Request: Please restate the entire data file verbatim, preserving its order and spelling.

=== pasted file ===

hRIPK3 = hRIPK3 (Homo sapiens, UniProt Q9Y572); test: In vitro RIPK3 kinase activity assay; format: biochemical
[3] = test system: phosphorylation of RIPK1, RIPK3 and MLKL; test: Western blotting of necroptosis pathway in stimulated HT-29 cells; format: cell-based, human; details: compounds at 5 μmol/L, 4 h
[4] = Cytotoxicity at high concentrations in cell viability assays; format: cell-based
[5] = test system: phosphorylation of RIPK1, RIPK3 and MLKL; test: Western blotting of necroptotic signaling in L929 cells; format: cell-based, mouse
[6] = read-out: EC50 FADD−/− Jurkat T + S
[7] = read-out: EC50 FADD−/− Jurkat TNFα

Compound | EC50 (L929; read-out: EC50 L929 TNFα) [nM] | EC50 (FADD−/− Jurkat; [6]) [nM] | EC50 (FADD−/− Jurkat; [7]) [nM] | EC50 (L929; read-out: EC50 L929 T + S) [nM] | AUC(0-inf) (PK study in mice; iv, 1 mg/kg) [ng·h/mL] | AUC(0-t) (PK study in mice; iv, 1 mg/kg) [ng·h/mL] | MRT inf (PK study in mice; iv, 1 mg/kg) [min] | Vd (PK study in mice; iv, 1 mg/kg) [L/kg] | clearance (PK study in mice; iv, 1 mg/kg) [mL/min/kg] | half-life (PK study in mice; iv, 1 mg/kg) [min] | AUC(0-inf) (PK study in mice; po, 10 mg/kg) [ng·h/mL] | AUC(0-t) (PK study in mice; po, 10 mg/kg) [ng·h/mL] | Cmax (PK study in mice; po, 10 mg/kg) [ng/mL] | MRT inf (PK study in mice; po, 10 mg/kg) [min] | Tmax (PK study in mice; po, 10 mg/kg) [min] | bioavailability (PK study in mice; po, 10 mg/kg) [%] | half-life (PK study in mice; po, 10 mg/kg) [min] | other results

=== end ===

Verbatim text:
hRIPK3 = hRIPK3 (Homo sapiens, UniProt Q9Y572); test: In vitro RIPK3 kinase activity assay; format: biochemical
[3] = test system: phosphorylation of RIPK1, RIPK3 and MLKL; test: Western blotting of necroptosis pathway in stimulated HT-29 cells; format: cell-based, human; details: compounds at 5 μmol/L, 4 h
[4] = Cytotoxicity at high concentrations in cell viability assays; format: cell-based
[5] = test system: phosphorylation of RIPK1, RIPK3 and MLKL; test: Western blotting of necroptotic signaling in L929 cells; format: cell-based, mouse
[6] = read-out: EC50 FADD−/− Jurkat T + S
[7] = read-out: EC50 FADD−/− Jurkat TNFα

Compound | EC50 (L929; read-out: EC50 L929 TNFα) [nM] | EC50 (FADD−/− Jurkat; [6]) [nM] | EC50 (FADD−/− Jurkat; [7]) [nM] | EC50 (L929; read-out: EC50 L929 T + S) [nM] | AUC(0-inf) (PK study in mice; iv, 1 mg/kg) [ng·h/mL] | AUC(0-t) (PK study in mice; iv, 1 mg/kg) [ng·h/mL] | MRT inf (PK study in mice; iv, 1 mg/kg) [min] | Vd (PK study in mice; iv, 1 mg/kg) [L/kg] | clearance (PK study in mice; iv, 1 mg/kg) [mL/min/kg] | half-life (PK study in mice; iv, 1 mg/kg) [min] | AUC(0-inf) (PK study in mice; po, 10 mg/kg) [ng·h/mL] | AUC(0-t) (PK study in mice; po, 10 mg/kg) [ng·h/mL] | Cmax (PK study in mice; po, 10 mg/kg) [ng/mL] | MRT inf (PK study in mice; po, 10 mg/kg) [min] | Tmax (PK study in mice; po, 10 mg/kg) [min] | bioavailability (PK study in mice; po, 10 mg/kg) [%] | half-life (PK study in mice; po, 10 mg/kg) [min] | other results